Funding for the project was provided by The Spartina Fund at the Rhode Island Foundation in coordination with the University of Rhode Island’s Coastal Resources Center and Rhode Island Sea Grant and the state Department of Environmental Management, which manages the port.


Here’s a summary of other projects:


* A Fisherman’s Tale: Bridging the Past and Present for the Future. Zaire Garrett of Washington D.C., and Antonio Rosedorne of Johnston, E.J. Sauer of Monmouth Beach, N.J, and Ka Ying Yang of Providence. The project focused on creating efficient parking areas, educational opportunities, a museum about Galilee’s history and a walking path through the wetlands.


* Enhancing the Dunes: Building Beach Resilience. Tom Kroon of Bryantville, Mass., and Mike Audette of Providence. The project called for rebuilding the dunes at Salty Brine State Beach and reducing storm surge overflow by taking steps to slow Galilee’s inevitable flooding and beach migration.


* Green Infrastructure: System-wide Approach Toward Filtration. Chris Paul of Medway, Mass. The project involved a series of connecting retention basins and bioswales that collect and filter stormwater runoff before it gets into Narragansett Bay.


* Post Storm Clean Slate Plan. Victoria Bockstael of South Kingstown, Alexandra Ludas of Tappan, N.Y., Ashley Martin of Wakefield and Brian Whelan of Spring Lake, N.J. The students proposed a response plan after storm destruction of the port. It suggested using green design strategies to improve the area while preserving opportunities for fishing and recreation.


* Public Circulation. Antone Almeida of Lisbon, Conn., and Julia Miller of Kingston, explored improvements to attract tourists that would not interfere with commercial fishing activities. Proposals included better stormwater management, safer street design, an elevated trail through the wetlands and a parking garage with a café or other public space on the roof.


“It was a great experience working with students from other fields,” says Almeida, also majoring in landscape architecture. “I don’t think a lot of schools offer that kind of collaboration. It’s a great way to come up with new ideas.”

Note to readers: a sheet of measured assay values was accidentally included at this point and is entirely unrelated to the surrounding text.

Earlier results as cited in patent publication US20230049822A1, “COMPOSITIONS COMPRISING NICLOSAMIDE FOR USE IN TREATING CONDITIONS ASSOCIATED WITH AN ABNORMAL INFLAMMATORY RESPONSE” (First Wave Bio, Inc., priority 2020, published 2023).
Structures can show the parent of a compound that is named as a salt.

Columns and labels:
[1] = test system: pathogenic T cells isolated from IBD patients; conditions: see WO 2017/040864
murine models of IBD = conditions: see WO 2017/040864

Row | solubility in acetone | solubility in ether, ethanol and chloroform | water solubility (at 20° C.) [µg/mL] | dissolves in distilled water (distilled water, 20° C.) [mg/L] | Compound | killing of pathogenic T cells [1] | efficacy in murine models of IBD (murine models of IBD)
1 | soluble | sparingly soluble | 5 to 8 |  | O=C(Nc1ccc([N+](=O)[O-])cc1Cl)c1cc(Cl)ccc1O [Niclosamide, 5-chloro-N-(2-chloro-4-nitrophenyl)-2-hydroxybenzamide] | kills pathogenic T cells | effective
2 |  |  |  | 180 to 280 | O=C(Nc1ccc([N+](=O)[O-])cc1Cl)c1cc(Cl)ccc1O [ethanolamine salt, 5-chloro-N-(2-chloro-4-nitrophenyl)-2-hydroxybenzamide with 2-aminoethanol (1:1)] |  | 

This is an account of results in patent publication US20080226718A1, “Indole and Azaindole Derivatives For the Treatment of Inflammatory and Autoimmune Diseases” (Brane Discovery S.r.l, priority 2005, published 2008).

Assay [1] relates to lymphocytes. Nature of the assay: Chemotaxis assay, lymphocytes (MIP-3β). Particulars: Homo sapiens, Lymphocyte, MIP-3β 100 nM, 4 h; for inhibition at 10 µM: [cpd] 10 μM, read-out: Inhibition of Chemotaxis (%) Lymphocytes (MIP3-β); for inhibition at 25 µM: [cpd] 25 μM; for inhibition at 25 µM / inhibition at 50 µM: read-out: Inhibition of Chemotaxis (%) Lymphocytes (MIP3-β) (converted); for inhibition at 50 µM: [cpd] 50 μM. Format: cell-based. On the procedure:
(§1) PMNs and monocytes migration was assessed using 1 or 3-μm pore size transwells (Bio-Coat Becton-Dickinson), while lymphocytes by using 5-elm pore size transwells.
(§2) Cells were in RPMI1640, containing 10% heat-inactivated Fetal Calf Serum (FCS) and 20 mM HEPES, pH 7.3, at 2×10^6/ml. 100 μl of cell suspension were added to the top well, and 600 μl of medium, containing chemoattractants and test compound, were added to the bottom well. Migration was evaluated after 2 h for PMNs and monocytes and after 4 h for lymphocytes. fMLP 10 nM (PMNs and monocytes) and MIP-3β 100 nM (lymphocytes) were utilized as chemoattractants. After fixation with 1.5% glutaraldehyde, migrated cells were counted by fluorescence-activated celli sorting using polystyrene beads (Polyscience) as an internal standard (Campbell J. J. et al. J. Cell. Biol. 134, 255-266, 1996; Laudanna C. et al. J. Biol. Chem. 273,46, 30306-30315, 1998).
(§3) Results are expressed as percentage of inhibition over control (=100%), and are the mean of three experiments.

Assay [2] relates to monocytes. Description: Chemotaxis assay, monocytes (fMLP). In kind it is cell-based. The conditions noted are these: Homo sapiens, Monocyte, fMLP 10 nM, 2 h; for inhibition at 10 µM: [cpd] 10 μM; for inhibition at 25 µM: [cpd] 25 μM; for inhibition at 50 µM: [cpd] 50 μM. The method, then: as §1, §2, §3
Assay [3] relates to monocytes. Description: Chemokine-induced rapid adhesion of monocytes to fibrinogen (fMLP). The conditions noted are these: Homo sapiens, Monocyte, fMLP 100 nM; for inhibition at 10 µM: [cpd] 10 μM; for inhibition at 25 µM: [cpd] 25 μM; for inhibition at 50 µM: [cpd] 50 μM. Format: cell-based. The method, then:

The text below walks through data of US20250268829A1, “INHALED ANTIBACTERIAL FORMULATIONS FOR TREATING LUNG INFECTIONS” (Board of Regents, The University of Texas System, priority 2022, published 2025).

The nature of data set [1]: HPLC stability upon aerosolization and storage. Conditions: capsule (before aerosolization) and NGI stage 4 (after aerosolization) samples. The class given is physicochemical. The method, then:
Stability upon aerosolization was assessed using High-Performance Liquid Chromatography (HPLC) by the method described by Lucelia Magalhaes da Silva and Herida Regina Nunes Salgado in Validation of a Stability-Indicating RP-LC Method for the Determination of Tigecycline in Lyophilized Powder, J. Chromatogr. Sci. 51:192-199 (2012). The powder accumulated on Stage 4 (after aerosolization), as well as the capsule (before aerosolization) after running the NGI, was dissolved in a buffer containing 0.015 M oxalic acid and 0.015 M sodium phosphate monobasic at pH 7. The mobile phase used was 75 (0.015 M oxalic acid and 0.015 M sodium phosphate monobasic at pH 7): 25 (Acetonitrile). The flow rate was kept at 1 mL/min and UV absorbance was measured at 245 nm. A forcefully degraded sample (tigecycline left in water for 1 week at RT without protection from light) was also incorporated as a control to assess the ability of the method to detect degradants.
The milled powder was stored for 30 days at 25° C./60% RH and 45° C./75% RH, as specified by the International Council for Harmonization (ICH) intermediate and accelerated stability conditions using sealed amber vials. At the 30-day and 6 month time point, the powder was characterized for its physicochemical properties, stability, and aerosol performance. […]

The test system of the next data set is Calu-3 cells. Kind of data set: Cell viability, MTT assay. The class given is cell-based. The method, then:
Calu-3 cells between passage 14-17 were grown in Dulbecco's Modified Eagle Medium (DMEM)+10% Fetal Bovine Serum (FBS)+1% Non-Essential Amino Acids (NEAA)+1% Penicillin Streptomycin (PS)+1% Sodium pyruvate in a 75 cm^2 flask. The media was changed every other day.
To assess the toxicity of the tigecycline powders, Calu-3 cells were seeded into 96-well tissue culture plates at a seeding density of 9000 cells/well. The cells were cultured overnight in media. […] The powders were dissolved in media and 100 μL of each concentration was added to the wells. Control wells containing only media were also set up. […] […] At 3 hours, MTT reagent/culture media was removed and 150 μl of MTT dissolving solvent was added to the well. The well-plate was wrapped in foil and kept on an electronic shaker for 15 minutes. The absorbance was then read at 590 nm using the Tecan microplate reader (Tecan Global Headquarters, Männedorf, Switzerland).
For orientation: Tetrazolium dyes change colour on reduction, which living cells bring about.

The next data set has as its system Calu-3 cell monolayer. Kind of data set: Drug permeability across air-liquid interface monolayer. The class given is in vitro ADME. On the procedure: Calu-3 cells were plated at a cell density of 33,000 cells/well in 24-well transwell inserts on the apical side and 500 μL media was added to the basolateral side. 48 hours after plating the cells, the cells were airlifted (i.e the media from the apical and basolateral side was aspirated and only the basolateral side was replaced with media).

Miller agrees: “We’re really excited about the feedback we got at the presentation. We put a lot of time and research into the project.”


Galilee has a long history as an economic engine in the state. It was established as a commercial fishing port in the 1940s and is one of the largest on the East Coast, supplying fish, squid and lobster to national and international markets. It includes 38 docks and piers and about 240 commercial fishing vessels. The port is also a popular tourist destination and link to Block Island, with tens of thousands of people using the ferry every year.


Two years ago, the U.S. Economic Development Administration invested $2.9 million in the port to make much-needed repairs of a major pier and a 925-foot stretch of bulkhead from Salty Brine Beach to State Pier 3. Federal and state officials gathered at the port Monday to celebrate completion of the work. The URI student projects illustrate the importance of continuing to explore ways to ensure that the port thrives in the face of severe storms like Hurricane Sandy.


Michael DeLuca, community development director for Narragansett, says he is encouraged by the students’ proposals.


“These are all interesting and innovative projects,” he says. “It’s always great to see unique ideas come forward. The town and the state can learn a lot from the creative ideas of these young people.”


For more information, contact Becker at abecker@uri.edu.


Pictured above:


Joshua Bourgery of Blackstone, Mass., presents his project to planners, coastal experts and policymakers at URI’s Coastal Institute Dec. 18. Bourgery’s project called for building a “floating” Port of Galilee to protect the community from rising sea levels from climate change.


Environmentalists, planners and coastal experts attend a presentation on Dec. 18 at URI’s Coastal Institute. URI students presented eight projects to protect the Port of Galilee from storms and rising sea levels caused by climate change.


Photos by Mike Salerno Photography